You didn’t need a crystal ball to predict that Cambridge dictionary’s word of the year would be in someway related to artificial intelligence but the choice of “hallucinate” is an interesting one. It neatly flags up the need to approach AI with a degree of caution.
The original definition of “hallucinate” is “to see, hear, feel or smell something that does not exist”. The word now also relates to when generative artificial intelligence systems, such as ChatGPT mimics human writing and produces false information.
According to a post on the dictionary site the word was chosen as it “gets to the heart of why people are talking about AI”. It goes on to say that “Generative AI is a powerful tool and one we’re all still learning to interact with safely and effectively – this means being aware of both its potential strengths and its current weaknesses.”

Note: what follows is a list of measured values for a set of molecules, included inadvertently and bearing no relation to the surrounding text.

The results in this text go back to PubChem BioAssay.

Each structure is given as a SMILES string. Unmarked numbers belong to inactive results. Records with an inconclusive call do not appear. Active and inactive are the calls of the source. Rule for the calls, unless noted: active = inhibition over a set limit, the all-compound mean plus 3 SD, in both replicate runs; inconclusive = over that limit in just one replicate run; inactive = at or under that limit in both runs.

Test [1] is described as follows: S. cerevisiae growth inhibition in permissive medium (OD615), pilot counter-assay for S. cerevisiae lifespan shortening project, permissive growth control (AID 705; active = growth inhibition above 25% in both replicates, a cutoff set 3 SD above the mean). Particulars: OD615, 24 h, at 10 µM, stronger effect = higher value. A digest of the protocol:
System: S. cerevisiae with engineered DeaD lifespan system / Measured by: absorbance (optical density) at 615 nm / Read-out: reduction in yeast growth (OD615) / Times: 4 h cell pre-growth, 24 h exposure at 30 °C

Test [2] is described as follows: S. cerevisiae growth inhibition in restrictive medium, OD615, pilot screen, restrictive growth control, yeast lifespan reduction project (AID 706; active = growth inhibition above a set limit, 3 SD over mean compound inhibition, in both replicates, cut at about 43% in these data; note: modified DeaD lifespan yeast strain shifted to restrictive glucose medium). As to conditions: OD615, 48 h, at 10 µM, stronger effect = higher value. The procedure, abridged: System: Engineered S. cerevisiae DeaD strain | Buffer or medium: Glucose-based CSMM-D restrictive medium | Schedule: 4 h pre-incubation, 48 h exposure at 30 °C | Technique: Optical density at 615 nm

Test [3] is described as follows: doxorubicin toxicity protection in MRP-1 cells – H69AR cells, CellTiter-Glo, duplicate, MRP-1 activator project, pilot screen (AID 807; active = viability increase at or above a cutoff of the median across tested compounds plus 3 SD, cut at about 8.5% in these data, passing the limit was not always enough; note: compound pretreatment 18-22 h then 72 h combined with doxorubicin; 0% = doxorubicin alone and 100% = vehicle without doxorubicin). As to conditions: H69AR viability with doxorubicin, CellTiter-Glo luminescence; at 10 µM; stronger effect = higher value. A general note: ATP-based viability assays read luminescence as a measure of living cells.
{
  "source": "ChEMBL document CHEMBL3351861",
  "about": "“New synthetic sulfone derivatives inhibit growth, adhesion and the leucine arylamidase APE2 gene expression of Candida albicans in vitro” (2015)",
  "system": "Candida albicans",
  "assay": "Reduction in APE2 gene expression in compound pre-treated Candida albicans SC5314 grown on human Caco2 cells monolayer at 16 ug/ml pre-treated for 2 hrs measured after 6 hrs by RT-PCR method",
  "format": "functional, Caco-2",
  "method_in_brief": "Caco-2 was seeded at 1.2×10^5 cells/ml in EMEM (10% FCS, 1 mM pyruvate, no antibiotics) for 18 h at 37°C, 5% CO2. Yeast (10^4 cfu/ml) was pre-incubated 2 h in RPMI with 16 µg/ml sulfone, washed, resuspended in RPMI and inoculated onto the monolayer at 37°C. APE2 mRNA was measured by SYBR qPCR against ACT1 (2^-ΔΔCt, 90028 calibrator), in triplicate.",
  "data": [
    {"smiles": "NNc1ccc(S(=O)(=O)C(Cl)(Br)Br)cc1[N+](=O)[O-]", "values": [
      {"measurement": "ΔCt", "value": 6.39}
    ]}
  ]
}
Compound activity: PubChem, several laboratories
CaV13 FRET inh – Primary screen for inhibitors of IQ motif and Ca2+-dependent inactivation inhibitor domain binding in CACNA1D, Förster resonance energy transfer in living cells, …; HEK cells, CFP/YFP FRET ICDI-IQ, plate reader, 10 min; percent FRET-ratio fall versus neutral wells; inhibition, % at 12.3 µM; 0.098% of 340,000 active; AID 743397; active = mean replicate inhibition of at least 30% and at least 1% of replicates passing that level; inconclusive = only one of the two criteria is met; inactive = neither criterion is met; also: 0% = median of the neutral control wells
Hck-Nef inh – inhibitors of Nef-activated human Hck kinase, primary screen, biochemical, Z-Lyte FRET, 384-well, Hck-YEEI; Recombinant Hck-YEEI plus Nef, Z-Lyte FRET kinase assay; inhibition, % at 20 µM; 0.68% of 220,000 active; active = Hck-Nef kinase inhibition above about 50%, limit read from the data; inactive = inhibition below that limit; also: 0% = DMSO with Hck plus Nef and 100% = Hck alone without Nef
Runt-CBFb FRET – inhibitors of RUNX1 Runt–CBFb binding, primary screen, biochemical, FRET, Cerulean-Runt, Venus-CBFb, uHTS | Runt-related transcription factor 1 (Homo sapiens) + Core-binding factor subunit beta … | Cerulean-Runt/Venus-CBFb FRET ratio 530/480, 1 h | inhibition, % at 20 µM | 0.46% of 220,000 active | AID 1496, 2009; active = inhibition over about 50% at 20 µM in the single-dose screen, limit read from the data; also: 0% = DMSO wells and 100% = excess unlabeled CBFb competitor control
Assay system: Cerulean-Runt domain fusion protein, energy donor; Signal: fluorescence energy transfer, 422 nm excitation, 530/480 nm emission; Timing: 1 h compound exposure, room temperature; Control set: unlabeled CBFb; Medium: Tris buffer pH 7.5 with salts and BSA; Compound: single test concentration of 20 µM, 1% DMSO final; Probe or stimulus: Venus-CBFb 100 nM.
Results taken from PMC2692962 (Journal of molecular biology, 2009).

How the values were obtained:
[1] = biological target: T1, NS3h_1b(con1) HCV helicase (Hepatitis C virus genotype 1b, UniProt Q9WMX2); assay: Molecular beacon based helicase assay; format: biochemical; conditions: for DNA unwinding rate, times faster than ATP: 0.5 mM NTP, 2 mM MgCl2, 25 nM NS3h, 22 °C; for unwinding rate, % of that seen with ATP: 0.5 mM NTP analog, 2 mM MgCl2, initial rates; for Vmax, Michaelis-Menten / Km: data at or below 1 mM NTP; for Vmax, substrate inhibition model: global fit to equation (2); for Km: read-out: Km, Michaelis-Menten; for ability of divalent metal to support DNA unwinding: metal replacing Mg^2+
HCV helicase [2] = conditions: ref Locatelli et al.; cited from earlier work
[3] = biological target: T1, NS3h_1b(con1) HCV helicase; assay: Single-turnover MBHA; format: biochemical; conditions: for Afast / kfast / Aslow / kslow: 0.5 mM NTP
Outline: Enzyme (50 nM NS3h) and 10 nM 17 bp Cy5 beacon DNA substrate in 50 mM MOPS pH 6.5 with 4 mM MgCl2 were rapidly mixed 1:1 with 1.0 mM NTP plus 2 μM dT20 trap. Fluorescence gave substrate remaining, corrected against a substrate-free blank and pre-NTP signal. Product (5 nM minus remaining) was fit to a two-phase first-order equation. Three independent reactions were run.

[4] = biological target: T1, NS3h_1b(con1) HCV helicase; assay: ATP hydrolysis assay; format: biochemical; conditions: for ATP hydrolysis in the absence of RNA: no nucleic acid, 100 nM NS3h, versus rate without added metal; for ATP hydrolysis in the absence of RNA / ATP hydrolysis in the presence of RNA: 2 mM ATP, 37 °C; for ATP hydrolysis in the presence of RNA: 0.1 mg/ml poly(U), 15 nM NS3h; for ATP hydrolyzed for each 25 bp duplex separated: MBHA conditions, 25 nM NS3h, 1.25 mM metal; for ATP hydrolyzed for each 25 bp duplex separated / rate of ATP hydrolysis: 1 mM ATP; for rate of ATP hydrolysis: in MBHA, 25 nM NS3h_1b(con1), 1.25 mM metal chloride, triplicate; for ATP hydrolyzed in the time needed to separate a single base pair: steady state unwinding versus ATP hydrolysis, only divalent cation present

AI – A force for good?
It has been around in one form or another for many years but AI has really made its way into our collective psyche in 2023. The explosion of generative AI has proved to be a real talking point. GenAI has some impressive capabilities but it is also only as reliable as the algorithms it learns from. The speed at which AI can generate an article, a report or even a blog post (not that we’d EVER do that…) is undeniably impressive. On the flip side, it’s also true that text can be sprinkled with inaccuracies. The problem is not the false information as such, it’s the way incorrect statements are presented as fact. You still need a decent subject knowledge to sort the fact from the fiction. As users we have a responsibility to apply critical thinking to the information we are presented with.
As an agency we’re tentatively excited about GenAI and all its possibilities. However, we are glad there is acknowledgement that these tools need to be treated with a degree of caution.
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